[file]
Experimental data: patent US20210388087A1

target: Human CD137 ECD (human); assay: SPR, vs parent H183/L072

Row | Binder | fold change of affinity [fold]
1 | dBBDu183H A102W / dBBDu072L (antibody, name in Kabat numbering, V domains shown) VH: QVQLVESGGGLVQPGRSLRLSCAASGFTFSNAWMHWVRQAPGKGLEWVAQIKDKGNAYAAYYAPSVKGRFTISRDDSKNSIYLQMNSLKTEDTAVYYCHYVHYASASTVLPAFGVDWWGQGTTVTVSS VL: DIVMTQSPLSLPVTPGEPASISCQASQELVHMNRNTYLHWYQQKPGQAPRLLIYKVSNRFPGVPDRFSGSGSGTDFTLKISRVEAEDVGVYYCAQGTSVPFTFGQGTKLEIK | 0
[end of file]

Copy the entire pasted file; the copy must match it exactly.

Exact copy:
Experimental data: patent US20210388087A1

target: Human CD137 ECD (human); assay: SPR, vs parent H183/L072

Row | Binder | fold change of affinity [fold]
1 | dBBDu183H A102W / dBBDu072L (antibody, name in Kabat numbering, V domains shown) VH: QVQLVESGGGLVQPGRSLRLSCAASGFTFSNAWMHWVRQAPGKGLEWVAQIKDKGNAYAAYYAPSVKGRFTISRDDSKNSIYLQMNSLKTEDTAVYYCHYVHYASASTVLPAFGVDWWGQGTTVTVSS VL: DIVMTQSPLSLPVTPGEPASISCQASQELVHMNRNTYLHWYQQKPGQAPRLLIYKVSNRFPGVPDRFSGSGSGTDFTLKISRVEAEDVGVYYCAQGTSVPFTFGQGTKLEIK | 0